Scientists Have Invented Ice Cream That Won't Melt. How Cool is That?There's nothing worse than melting ice cream on a hot summer day that pools into soup in your paper ice cream cup. And since 90% of all households in the United States eat ice cream, it's likely that many people have experienced this ice cream melting travesty.

But science is out to change that.

According to CNN, researchers at the University of Edinburgh and Dundee have discovered a protein that will make ice cream more resistant to melting.

Typically, ice cream is made with cream, sugar, flavoring, and eggs, and is churned until it contains 50% more air than it originally had. What binds the ice cream, however, is the fat and the protein.

Similarly, the protein found by the researchers is able to bind easily, achieving the creamy texture usually achieved with cow's milk. In addition to having a higher melting point, this innovative ice cream could also serve as a lower fat alternative to traditional ice cream, similar to the fat content that frozen yogurt supplies.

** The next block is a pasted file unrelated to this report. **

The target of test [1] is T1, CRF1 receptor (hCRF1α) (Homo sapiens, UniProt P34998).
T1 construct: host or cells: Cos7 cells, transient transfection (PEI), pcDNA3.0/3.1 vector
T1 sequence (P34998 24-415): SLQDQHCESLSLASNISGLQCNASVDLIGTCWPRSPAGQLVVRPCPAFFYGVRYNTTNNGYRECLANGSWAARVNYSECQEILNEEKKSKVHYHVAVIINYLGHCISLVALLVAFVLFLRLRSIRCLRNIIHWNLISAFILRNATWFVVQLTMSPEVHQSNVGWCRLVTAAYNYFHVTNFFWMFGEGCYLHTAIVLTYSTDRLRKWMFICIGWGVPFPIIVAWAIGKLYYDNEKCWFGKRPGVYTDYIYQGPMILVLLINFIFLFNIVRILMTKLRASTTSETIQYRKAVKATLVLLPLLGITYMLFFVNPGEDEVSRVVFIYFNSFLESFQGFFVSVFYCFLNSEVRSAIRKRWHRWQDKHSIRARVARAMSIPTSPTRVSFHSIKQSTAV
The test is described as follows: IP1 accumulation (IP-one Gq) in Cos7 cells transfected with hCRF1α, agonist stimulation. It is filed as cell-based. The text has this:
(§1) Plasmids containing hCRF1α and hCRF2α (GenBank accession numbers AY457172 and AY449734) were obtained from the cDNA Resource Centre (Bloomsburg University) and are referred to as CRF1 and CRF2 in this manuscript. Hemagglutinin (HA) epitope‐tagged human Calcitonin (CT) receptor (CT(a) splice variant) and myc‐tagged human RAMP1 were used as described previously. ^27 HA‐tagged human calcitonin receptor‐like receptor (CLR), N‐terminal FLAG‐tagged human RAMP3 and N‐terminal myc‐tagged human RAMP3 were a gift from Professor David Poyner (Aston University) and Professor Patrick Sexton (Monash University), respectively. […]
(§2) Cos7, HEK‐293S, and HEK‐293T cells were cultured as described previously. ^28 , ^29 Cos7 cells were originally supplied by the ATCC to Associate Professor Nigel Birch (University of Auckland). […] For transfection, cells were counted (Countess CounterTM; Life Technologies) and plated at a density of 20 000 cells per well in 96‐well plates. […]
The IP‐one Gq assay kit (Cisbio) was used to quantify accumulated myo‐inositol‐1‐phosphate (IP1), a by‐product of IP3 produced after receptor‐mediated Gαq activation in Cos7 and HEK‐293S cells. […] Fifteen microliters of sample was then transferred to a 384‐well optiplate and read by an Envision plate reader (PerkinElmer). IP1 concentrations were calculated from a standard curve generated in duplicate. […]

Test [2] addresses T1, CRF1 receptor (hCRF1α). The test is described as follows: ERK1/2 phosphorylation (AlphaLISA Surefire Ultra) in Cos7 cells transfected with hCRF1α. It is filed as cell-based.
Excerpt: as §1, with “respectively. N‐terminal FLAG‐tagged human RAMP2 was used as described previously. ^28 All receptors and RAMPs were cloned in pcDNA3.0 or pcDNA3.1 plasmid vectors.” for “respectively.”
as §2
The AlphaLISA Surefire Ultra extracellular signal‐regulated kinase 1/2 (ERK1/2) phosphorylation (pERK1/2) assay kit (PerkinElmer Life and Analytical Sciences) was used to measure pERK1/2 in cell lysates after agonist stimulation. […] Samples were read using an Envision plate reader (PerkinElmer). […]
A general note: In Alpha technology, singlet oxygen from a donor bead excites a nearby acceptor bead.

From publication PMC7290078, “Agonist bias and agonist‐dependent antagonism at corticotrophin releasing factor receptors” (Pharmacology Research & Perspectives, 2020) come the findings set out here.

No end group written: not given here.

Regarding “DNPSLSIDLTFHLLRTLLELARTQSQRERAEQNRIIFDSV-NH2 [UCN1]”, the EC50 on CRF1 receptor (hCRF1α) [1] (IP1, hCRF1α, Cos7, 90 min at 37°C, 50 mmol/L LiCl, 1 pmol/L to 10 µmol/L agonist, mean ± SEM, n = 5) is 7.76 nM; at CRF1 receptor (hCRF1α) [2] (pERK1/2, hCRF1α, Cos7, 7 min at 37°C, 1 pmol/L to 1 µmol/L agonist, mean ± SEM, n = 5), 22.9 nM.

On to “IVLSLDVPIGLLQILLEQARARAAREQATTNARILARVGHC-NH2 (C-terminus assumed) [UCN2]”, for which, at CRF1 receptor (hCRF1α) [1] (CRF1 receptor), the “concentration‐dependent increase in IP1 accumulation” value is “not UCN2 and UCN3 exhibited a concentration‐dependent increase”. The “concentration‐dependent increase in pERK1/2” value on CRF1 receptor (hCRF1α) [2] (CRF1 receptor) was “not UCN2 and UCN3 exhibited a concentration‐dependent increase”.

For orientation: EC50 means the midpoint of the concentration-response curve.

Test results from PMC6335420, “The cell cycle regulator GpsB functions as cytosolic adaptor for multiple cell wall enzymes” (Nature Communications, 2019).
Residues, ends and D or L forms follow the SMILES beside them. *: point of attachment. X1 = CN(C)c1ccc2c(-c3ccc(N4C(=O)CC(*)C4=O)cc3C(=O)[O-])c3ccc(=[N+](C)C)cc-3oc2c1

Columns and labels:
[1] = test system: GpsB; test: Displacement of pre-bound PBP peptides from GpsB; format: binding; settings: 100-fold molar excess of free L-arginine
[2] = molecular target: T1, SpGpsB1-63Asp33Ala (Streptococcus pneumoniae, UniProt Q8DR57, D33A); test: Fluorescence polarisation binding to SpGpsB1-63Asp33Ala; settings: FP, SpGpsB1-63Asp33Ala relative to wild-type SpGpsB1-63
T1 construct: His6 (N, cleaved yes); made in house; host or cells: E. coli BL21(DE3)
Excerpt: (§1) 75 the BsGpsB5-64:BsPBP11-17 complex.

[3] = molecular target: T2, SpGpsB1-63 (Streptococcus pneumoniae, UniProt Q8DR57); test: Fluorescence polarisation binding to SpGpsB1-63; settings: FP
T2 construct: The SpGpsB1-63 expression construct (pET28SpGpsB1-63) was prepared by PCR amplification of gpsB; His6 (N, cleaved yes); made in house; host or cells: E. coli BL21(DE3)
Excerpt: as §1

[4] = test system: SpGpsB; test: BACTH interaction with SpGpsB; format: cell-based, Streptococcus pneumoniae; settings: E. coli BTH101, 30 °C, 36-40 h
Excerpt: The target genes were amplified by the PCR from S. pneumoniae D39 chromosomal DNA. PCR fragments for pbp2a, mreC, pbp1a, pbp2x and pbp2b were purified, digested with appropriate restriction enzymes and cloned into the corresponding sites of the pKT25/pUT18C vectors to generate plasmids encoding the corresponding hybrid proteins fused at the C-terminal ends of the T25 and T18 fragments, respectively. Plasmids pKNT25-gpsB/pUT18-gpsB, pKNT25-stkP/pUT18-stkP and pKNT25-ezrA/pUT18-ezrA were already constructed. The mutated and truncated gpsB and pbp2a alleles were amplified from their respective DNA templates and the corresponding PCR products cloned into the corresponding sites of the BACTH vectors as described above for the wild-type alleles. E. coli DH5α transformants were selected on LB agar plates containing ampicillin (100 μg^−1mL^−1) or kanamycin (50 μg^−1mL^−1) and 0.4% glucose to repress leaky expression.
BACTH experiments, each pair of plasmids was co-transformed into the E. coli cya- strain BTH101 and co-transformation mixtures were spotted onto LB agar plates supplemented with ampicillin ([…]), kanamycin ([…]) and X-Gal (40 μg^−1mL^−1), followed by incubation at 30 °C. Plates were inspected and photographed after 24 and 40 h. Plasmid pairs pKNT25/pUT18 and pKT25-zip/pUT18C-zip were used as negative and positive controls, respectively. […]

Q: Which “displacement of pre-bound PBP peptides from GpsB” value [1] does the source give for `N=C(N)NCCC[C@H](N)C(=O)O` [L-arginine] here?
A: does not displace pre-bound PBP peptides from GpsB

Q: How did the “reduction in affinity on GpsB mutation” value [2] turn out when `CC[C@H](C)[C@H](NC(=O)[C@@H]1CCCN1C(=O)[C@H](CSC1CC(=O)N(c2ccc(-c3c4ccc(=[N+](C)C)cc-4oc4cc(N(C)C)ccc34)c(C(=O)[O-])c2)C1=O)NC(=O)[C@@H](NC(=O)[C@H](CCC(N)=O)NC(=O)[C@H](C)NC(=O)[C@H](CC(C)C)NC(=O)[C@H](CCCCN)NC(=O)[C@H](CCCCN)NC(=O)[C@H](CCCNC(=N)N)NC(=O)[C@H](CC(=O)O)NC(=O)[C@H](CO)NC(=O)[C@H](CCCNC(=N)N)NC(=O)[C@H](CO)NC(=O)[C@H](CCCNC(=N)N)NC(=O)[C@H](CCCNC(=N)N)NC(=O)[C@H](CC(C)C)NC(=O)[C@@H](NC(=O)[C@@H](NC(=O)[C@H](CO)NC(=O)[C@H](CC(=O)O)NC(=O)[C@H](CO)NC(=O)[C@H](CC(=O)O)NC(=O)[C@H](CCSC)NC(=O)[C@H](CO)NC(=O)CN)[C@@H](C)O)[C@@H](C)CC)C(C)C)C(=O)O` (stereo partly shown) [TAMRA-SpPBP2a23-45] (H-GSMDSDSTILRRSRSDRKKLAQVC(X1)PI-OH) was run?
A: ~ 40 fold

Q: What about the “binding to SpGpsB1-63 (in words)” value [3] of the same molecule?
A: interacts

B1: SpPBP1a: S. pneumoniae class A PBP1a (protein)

Not only will this new protein ingredient stay intact in ice cream cups, (no more need for ice cream cups with lids!) scientists say that the bacteria found in the protein is good for the human body. And most importantly, the ingredient won't effect the taste.

And the benefits don't stop there. Since this newly innovated ice cream will maintain its texture in hotter temperatures, less energy is used to keep the sweet treat cool. And there's nothing cooler than sustainability.

Unfortunately, CNN reports that the unmeltable ice cream won't be available for another three to five years. In the mean time, you'll just have to enjoy the melty, sticky, sweet stuff as is. Over the span of any given two weeks, 40% of Americans will have eaten ice cream, so the mess must be worth it after all.